Import cuts hit customs. The government was forced to increase indirect taxation, especially on tobacco and tobacco products. At the initiative of London, Iranian foreign exchange reserves, 26 million pounds, were frozen. The government, in order to stabilize the financial situation in February, 1952 issued a national loan in the amount of 25 million USD. What is interesting is that these bonds were mainly acquired by representatives of middle and lower social groups; wealthy people did not acquire them, as the government was unhappy with the policy, fearing that Iran could turn into a “communist” country. However, despite unfavorable external circumstances, the state budget of Iran in 1951 — 1954. increased 6 times. The state was able to maintain the fulfillment of obligations regarding the payment of salaries to the workers of the oil industry.
Thus, although the economic situation of the country under the government of Mossadegh was unstable, it showed quite good indicators and tendencies to further growth. The downturn in foreign trade stimulated the growth of domestic goods production. The standard of living of the urban and rural population remained at the same level. It should also be borne in mind that the Mosaddyk government inherited many socio-economic problems from its predecessors. In particular, citizens suffered from high inflation, workers had low wages, and unemployment remained high.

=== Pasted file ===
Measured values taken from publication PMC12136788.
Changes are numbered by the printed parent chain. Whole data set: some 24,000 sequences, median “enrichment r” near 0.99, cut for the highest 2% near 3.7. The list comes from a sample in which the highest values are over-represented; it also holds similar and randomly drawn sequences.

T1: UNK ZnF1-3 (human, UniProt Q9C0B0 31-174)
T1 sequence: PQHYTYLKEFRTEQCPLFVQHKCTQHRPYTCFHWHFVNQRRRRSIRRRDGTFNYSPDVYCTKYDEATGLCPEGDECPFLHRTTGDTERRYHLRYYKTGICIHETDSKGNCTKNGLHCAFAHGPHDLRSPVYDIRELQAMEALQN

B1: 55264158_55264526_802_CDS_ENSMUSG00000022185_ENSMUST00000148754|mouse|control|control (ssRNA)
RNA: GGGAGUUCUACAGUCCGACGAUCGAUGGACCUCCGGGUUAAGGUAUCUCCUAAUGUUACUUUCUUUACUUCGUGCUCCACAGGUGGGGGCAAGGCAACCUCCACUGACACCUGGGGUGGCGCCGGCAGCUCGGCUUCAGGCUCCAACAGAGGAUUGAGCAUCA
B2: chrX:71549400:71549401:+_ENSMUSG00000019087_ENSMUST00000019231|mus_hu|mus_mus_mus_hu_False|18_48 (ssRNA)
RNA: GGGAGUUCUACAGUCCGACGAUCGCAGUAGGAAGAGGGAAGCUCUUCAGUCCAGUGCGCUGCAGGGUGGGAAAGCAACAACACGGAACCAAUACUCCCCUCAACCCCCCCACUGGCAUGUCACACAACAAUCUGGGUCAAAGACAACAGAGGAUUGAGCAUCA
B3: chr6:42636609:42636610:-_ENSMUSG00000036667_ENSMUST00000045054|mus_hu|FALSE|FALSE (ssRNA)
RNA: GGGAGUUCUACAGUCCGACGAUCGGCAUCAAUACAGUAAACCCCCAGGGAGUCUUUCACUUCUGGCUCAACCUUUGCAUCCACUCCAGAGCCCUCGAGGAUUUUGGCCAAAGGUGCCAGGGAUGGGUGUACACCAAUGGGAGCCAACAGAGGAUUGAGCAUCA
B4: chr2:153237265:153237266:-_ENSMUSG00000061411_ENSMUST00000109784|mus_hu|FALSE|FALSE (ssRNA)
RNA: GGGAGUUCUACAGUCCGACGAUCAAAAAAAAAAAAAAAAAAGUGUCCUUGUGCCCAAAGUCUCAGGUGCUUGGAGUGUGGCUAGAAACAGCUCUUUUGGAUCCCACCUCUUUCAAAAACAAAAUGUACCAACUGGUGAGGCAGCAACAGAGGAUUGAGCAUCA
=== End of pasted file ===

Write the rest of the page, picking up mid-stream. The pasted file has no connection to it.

However, the main reason for the coup were not economic difficulties, but the political situation. Mossadek embarked on liberal-democratic reforms and the restriction of the Shah’s government. The press received more freedom; the People’s Party of Iran acted more freely and conducted an amnesty for political prisoners. The identity of Mohammed Mossadegh himself was popular. This elderly man - 1882 year of birth, led a modest lifestyle, did not like luxury, was irreconcilable to corruption. The government began to reform the judicial, electoral and educational fields.
In January 1952, a political crisis erupted. Because of disagreements with the Shah on the issue of control over the armed forces, Mosaddyk was dismissed in July. The National Front protested to the monarch and promised to launch a general strike and uprising in Tehran. 22 July 1952, Mohammed Reza Pahlavi, was forced to reappoint Mossadeh as head of government. Mosaddyk received a vote of confidence in the Majlis and began a struggle to strengthen its influence and achieve full control over the activities of state bodies. In February, 1953, M. Mosaddyk proposed that the Shah leave Iran, saying that the monarch should reign, and not rule the state. Mohammed Reza Pahlavi left for Baghdad and then Rome.